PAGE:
History[edit]

The power station was built in the 1960s and opened in 1968.[6] In 1981, the station was burning 5.5 million tonnes of coal a year, consuming 65% of the output of the south Nottinghamshire's coal-mines.[7] Emissions of Sulphur dioxide, which cause Acid rain, were greatly reduced in 1993 when a flue gas desulphurisation system using wet limestone-gypsum process, became operational on all of the station's boilers.[8] Emissions of Nitrogen oxide, a greenhouse gas which also causes damage to the ozone layer were reduced in 2004 when new equipment was fitted to Unit 1 by ALSTOM.[9] On 2 April 2009, E.ON UK had announced that it had installed 68 panel solar photovoltaic array at the power station "to help heat and light the admin block, saving an estimated 6.3 tonnes of carbon dioxide per year".[10]

In 2009 East Midlands Trains opened its new East Midlands Parkway railway station in the shadow of the Ratcliffe-on-Soar Power Station which has a car park for 850 vehicles.[11]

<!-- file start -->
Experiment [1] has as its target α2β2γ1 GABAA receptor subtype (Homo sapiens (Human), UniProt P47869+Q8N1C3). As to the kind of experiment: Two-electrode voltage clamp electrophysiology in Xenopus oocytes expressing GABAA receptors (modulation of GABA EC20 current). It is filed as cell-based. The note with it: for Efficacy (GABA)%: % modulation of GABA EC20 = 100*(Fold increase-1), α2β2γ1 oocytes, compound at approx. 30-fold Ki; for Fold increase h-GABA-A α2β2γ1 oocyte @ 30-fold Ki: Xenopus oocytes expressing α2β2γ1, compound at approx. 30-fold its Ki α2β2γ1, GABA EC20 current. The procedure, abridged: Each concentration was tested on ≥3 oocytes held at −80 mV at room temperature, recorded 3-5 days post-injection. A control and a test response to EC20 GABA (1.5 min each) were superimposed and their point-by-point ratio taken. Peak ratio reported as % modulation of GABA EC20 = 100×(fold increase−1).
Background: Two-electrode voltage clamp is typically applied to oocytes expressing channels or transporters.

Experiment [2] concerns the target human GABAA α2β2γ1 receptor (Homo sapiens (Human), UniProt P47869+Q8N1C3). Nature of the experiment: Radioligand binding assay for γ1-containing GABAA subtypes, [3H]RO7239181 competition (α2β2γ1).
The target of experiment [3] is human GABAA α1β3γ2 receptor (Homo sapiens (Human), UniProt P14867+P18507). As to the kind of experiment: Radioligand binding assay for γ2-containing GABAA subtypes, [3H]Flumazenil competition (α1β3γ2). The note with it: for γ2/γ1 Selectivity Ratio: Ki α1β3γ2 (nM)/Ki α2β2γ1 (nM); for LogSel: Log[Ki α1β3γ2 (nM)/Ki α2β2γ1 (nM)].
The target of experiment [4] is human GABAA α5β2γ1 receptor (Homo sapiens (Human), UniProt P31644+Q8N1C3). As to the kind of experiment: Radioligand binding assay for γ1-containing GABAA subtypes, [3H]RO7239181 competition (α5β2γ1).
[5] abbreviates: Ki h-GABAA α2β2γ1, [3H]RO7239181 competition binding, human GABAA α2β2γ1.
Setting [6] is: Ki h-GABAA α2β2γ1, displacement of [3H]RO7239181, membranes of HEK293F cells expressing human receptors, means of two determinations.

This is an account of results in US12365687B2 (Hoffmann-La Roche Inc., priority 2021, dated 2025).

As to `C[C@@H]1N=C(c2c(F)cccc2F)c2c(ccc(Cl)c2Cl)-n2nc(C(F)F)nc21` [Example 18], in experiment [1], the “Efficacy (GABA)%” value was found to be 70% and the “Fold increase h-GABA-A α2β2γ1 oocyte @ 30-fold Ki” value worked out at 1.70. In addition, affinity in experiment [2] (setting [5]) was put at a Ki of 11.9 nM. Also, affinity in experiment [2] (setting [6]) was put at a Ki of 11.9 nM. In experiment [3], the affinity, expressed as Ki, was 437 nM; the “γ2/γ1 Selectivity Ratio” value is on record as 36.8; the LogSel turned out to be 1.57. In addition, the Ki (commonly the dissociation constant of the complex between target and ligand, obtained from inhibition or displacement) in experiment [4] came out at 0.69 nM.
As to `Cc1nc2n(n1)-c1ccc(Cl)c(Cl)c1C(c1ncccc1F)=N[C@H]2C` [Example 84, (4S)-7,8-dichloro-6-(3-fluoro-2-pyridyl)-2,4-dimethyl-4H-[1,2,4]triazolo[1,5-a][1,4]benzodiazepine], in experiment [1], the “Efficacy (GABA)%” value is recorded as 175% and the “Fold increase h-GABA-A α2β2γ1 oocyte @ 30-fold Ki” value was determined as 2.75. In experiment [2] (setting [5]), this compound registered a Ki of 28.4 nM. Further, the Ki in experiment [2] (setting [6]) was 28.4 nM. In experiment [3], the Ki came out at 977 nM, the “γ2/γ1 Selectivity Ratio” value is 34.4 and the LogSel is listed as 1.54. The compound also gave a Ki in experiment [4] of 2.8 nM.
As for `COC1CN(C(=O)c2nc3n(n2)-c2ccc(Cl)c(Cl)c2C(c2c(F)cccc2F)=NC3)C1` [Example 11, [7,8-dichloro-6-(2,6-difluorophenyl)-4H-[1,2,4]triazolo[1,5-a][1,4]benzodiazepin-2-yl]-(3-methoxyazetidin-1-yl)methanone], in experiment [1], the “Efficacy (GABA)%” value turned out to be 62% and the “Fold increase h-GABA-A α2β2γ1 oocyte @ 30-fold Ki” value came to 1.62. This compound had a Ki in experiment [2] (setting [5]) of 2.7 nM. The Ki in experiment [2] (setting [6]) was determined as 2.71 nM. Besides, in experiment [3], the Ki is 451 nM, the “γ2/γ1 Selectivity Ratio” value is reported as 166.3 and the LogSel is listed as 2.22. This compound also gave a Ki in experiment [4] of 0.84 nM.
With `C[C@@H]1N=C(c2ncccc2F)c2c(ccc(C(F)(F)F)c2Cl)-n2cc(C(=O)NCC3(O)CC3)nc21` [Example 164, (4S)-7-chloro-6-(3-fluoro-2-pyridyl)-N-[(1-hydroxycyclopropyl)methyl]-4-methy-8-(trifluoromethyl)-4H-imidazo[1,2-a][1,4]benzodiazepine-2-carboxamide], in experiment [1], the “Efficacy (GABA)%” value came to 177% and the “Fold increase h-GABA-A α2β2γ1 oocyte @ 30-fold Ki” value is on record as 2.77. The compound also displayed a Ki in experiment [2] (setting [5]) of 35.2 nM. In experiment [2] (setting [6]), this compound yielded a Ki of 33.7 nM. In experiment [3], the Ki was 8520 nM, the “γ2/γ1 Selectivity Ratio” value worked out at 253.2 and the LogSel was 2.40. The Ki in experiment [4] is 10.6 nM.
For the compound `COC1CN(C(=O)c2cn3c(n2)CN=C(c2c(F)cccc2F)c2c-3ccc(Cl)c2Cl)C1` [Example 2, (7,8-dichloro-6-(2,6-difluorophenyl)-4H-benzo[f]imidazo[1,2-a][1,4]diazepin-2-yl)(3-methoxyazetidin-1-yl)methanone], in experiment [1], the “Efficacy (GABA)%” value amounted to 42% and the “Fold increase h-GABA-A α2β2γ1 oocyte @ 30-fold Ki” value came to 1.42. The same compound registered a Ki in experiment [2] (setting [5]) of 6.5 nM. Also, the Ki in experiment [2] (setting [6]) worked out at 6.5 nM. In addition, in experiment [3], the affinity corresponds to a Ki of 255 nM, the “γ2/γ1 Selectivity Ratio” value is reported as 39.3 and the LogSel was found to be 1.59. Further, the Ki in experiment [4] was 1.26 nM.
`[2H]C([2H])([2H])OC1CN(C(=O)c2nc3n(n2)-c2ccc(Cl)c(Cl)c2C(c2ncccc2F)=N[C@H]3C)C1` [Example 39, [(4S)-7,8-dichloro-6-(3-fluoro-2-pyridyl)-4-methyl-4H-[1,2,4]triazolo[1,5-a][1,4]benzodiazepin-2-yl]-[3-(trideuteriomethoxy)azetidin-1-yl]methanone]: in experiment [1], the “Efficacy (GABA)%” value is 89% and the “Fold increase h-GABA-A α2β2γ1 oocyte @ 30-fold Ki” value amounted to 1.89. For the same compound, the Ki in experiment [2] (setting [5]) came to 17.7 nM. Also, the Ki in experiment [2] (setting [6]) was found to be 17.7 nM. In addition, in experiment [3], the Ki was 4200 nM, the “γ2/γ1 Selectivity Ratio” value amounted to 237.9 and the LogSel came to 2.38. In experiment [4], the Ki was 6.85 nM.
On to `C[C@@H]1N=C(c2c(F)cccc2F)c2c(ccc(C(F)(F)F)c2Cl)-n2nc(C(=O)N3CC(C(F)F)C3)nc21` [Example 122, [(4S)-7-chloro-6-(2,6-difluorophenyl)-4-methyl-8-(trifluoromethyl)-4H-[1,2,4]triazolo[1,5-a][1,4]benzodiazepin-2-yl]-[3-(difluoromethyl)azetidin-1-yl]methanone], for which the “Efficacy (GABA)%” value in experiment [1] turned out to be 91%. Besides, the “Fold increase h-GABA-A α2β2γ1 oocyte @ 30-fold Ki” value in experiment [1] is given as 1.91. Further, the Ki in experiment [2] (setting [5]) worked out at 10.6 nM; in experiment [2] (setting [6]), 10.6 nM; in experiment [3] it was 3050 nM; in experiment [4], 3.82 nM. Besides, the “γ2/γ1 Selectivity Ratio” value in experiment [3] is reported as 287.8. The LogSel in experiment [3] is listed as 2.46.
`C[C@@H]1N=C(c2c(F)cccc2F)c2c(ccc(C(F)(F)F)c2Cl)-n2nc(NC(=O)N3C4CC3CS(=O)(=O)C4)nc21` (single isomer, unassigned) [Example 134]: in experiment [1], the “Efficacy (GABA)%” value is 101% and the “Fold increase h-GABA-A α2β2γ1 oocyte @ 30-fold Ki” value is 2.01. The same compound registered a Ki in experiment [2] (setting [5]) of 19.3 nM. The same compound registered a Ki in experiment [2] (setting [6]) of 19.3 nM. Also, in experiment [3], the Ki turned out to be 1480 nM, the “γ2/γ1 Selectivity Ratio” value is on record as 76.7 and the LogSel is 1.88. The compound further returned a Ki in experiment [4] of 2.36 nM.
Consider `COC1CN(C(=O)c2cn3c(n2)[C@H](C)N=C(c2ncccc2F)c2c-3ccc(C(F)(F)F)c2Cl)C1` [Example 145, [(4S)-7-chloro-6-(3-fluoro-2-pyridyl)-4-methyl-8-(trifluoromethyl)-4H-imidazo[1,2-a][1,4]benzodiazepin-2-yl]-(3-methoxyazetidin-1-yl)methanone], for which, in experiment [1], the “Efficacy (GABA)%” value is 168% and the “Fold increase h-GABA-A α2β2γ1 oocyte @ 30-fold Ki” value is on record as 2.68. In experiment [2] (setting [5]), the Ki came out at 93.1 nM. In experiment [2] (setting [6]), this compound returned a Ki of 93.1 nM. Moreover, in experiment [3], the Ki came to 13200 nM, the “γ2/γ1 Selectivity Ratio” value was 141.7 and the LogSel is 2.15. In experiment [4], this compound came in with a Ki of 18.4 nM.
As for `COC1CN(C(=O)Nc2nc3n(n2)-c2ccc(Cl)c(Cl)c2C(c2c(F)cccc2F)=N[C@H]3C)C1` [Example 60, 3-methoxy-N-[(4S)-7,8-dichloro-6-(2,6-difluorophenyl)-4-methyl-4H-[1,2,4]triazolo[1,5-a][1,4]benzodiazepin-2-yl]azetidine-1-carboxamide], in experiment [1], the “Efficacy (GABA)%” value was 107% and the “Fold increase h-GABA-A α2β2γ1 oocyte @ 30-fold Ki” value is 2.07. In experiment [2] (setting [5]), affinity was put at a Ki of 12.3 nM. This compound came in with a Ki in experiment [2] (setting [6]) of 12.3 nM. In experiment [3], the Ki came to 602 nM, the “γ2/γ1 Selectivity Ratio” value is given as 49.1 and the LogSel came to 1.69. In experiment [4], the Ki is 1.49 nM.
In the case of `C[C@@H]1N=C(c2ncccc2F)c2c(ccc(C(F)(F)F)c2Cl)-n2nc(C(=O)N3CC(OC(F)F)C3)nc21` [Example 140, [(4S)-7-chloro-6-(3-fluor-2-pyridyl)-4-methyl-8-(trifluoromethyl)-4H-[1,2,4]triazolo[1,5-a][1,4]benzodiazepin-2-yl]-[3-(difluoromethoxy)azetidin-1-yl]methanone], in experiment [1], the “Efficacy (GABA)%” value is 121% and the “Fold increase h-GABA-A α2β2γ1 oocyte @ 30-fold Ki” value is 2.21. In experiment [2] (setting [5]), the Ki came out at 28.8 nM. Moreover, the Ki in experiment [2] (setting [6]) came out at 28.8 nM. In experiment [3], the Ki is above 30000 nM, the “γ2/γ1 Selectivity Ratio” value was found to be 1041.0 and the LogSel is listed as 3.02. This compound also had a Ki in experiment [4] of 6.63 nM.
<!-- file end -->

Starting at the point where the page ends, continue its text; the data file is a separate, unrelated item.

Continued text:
On 11 February 2009, Unit 1 became the first UK 500 MW coal fired unit to run for 250,000 hours.[12]

A cooling tower

Environmental protests[edit]

On 10 April 2007, eleven environmental activists from a group called Eastside Climate Action were arrested after they entered the power station and climbed onto equipment in order to draw attention to greenhouse gas emissions from coal-fired power stations, when E.ON UK were proposing to build more.[13]

In 2009, it was claimed that the station was the intended target of protestors when in the early hours of 14 April, police arrested 114 people who they said were planning to disrupt the running of the power plant. Those arrested were not charged and soon released on bail. Since then, 26 of those arrested have been charged with conspiracy to commit aggravated trespass, a charge that carries a maximum six months sentence if convicted.[14] Twenty of these activists were convicted having admitted that they planned to break into the power station, but the charge against another six was dropped when it was revealed that Mark Kennedy of the Metropolitan Police had been working as an undercover infiltrator for the National Public Order Intelligence Unit and had played a significant role in organising the action.[15] Following these revelations the twenty convicted activists appealed, and their convictions have since been quashed.[16]